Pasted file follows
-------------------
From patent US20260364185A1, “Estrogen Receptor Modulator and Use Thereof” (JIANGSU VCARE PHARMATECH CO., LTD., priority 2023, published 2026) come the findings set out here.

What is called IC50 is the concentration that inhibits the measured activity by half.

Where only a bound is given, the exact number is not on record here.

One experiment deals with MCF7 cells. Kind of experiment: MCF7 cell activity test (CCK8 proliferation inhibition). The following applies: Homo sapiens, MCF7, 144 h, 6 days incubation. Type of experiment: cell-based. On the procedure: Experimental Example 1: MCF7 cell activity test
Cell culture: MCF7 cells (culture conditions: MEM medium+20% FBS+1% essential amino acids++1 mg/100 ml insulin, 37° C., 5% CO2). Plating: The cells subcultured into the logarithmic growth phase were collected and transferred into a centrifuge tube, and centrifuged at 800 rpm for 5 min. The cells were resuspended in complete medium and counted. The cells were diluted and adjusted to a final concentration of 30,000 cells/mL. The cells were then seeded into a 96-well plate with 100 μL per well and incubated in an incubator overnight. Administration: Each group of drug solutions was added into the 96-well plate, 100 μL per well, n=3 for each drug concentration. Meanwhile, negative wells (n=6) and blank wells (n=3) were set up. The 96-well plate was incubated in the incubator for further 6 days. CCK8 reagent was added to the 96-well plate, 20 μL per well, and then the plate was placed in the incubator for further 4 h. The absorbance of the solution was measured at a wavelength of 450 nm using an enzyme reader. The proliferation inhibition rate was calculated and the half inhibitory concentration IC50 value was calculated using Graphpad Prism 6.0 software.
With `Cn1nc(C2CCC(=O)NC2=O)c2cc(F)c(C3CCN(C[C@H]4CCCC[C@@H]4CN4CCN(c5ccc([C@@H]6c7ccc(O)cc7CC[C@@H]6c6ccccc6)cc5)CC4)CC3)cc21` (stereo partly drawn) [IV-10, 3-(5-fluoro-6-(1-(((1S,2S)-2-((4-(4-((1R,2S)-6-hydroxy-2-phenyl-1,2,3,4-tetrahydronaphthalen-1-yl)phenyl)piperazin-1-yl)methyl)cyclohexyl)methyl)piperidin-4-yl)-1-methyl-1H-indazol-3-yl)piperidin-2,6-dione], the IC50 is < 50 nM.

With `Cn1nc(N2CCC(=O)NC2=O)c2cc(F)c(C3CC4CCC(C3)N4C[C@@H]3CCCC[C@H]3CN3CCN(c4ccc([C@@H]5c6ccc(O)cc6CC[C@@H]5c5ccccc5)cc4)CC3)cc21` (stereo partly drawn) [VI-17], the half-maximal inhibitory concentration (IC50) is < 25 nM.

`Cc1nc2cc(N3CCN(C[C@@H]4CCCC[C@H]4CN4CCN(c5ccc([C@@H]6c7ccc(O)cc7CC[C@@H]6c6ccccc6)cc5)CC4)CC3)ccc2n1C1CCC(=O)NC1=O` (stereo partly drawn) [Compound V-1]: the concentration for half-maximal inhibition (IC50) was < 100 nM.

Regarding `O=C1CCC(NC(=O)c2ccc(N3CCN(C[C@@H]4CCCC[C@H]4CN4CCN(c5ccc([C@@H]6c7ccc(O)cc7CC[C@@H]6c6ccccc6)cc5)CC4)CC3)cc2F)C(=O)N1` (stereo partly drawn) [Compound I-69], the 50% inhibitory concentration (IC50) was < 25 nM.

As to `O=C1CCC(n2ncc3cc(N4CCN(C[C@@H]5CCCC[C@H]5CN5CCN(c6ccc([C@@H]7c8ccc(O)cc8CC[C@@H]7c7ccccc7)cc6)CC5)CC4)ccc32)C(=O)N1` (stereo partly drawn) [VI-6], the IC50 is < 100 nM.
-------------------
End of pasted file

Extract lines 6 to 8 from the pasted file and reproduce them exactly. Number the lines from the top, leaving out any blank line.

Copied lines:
With `Cn1nc(C2CCC(=O)NC2=O)c2cc(F)c(C3CCN(C[C@H]4CCCC[C@@H]4CN4CCN(c5ccc([C@@H]6c7ccc(O)cc7CC[C@@H]6c6ccccc6)cc5)CC4)CC3)cc21` (stereo partly drawn) [IV-10, 3-(5-fluoro-6-(1-(((1S,2S)-2-((4-(4-((1R,2S)-6-hydroxy-2-phenyl-1,2,3,4-tetrahydronaphthalen-1-yl)phenyl)piperazin-1-yl)methyl)cyclohexyl)methyl)piperidin-4-yl)-1-methyl-1H-indazol-3-yl)piperidin-2,6-dione], the IC50 is < 50 nM.

With `Cn1nc(N2CCC(=O)NC2=O)c2cc(F)c(C3CC4CCC(C3)N4C[C@@H]3CCCC[C@H]3CN3CCN(c4ccc([C@@H]5c6ccc(O)cc6CC[C@@H]5c5ccccc5)cc4)CC3)cc21` (stereo partly drawn) [VI-17], the half-maximal inhibitory concentration (IC50) is < 25 nM.

`Cc1nc2cc(N3CCN(C[C@@H]4CCCC[C@H]4CN4CCN(c5ccc([C@@H]6c7ccc(O)cc7CC[C@@H]6c6ccccc6)cc5)CC4)CC3)ccc2n1C1CCC(=O)NC1=O` (stereo partly drawn) [Compound V-1]: the concentration for half-maximal inhibition (IC50) was < 100 nM.